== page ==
When he died in June 2021, Kenneth Kaunda was widely hailed for his support for Southern African liberation movements. This paper considers the case of Namibia and the South West Africa People’s Organisation (SWAPO) and asks how Kaunda went about trying to bring about the liberation of Namibia in the 1970s and 1980s. He initially let SWAPO military operations take place from Zambia. SWAPO had its headquarters in Zambia in the 1970s, and many thousand Namibian refugees settled in Zambia. In international fora Kaunda gave SWAPO full support, and he backed the establishment of a United Nations (UN) Institute for Namibia in Lusaka. But he was willing to engage with the apartheid regime to try to facilitate the UN process towards independence for Namibia, he ended SWAPO’s military activity from Zambian soil, and he intervened decisively against democratic forces in an internal crisis in SWAPO. Though he continued his personal attempts at mediation in the early 1980s, they achieved little, and his most important contribution to Namibia’s liberation was probably the influence he wielded as a key figure in the meetings of the leaders of the Frontline States.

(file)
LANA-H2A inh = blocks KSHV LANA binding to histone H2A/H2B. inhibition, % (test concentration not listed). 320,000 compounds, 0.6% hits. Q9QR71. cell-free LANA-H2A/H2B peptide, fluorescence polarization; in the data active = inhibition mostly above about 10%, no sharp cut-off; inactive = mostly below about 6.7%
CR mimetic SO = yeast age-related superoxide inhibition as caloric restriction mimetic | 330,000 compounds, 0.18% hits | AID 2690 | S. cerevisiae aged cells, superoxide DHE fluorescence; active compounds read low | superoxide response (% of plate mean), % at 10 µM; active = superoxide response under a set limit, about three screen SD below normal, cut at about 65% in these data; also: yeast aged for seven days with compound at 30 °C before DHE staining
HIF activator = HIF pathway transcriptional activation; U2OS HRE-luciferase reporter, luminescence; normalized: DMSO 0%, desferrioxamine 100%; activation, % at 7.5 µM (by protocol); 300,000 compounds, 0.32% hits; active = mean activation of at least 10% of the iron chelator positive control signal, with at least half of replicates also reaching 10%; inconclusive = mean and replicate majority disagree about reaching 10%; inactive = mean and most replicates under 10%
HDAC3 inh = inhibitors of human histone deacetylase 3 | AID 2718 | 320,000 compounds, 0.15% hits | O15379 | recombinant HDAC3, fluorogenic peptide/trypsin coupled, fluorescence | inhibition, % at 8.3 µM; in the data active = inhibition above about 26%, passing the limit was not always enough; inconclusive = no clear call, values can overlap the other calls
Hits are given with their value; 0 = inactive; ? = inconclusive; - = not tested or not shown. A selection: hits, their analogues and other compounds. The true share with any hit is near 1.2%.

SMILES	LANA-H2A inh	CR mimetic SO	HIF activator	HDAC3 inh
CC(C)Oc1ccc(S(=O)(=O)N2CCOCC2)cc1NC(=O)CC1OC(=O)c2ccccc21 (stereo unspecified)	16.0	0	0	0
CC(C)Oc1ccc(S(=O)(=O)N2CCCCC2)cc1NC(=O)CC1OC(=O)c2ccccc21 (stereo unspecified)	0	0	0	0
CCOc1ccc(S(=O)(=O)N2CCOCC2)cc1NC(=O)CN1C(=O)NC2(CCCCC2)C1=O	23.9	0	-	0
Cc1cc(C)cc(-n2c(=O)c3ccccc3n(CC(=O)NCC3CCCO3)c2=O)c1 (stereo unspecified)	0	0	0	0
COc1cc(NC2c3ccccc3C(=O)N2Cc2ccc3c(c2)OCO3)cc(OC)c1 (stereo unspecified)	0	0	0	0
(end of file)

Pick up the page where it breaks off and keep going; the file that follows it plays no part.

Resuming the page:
"Kaunda and the Liberation of Namibia: Towards an Assessment,"
Zambia Social Science Journal: Vol. 9:
1, Article 5.
Available at: https://scholarship.law.cornell.edu/zssj/vol9/iss1/5